“A concept is defined by the Oxford English Dictionary as an idea of a class of objects, a general notion or idea… People who discuss political matters cannot avoid doing so (using political concepts) because, as a British philosopher once said, ‘out idea of what belongs to the realm of reality is given for us in the language that we use’ (Winch 1958: 15).”¹
My thoughts are, therefore, that it is appropriate to talk about our modern use of the word ‘terrorism’, as a political concept today. The reason the concept of ‘terrorism’ is a contested one, can be explained by the fact that what we mean by ‘terrorism’, and what constitutes our use of the word, is subject to many different interpretations, practices, historical and normative standpoints/theories, and perceived consequences.
The crux of the matter
What has driven me to write about this today, is the news of a further act of ‘terrorism’, on people who were down the famous Las Ramblas area of Barcelona, Spain. I had the pleasure of visiting this amazingly quirky, thriving, busy, cultural, and gorgeously artistic strip of Barcelona just over a month ago.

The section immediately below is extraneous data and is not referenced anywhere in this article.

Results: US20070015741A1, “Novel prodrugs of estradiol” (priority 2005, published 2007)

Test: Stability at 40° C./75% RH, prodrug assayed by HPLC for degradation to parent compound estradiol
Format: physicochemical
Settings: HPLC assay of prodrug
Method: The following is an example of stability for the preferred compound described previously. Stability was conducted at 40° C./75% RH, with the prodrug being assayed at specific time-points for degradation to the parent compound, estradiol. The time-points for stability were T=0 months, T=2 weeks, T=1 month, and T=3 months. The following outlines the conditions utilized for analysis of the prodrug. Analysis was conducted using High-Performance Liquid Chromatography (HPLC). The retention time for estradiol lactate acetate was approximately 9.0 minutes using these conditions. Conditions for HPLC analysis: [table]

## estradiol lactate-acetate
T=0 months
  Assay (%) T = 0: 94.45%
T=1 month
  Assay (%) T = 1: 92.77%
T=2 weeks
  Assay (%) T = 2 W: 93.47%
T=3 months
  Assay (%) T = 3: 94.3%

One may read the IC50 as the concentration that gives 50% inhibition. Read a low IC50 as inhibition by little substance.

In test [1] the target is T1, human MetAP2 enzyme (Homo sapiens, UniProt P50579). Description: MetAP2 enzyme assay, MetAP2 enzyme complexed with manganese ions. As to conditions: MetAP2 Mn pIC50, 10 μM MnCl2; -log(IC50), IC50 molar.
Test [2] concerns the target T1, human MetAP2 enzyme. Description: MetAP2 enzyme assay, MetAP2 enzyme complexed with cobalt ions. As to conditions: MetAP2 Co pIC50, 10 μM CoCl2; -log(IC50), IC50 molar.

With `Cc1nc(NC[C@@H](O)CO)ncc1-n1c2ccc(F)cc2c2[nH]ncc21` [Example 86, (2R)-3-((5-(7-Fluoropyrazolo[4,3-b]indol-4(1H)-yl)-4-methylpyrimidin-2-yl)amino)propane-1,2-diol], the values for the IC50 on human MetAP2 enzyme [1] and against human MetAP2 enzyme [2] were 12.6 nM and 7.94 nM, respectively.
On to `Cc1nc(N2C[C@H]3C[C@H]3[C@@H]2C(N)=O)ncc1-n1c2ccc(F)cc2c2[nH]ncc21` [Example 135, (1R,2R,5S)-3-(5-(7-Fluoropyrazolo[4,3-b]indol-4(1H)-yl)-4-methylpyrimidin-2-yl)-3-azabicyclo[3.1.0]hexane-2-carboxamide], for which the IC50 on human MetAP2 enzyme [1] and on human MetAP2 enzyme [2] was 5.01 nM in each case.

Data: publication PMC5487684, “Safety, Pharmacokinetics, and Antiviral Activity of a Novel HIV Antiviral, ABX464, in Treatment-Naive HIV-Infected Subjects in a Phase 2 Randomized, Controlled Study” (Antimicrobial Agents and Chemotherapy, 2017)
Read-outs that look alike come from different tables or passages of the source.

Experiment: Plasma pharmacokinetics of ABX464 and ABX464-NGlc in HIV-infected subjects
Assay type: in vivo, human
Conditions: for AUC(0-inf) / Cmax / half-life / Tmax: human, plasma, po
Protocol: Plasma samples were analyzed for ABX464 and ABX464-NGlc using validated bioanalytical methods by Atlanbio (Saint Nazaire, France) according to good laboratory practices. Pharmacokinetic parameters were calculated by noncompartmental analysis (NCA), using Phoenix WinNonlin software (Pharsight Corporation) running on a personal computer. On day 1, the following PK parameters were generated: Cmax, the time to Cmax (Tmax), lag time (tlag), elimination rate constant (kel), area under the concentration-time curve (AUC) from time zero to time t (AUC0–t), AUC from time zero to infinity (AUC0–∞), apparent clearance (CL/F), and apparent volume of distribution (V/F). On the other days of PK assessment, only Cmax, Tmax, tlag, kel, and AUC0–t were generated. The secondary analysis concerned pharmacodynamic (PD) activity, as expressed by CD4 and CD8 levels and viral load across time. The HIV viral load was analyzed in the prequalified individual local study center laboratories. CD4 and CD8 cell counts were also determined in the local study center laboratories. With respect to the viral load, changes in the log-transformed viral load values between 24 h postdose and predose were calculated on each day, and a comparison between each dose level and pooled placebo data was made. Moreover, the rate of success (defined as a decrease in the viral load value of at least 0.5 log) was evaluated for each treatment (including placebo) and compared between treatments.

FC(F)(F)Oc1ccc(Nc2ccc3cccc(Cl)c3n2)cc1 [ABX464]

It is ‘home’ for hundreds of citizens, artisans, market holders, businesses, industry, and for a centre of architectural brilliance, to name only a few things. It is also an area of (understandable) tourist attraction, for holidaymakers, travellers, sightseers and adventurers alike, from all over the world.
I loved the atmosphere, the smells, the sights, the bicycles, the people and their friendliness. I was struck by a throbbing vibe felt through the city, with the arts, the restaurants, bars, cafes, public parks, music, nightlife and the festivities. In spite of the fact that I visited during a time where unrest, political uncertainty, and ‘terrorism’ was certainly a threat, given there had been several incidents across Europe, in the months surrounding, I never for once felt unsafe, threatened and/or vulnerable to attacks. Yet here we are.
Terrorism in practice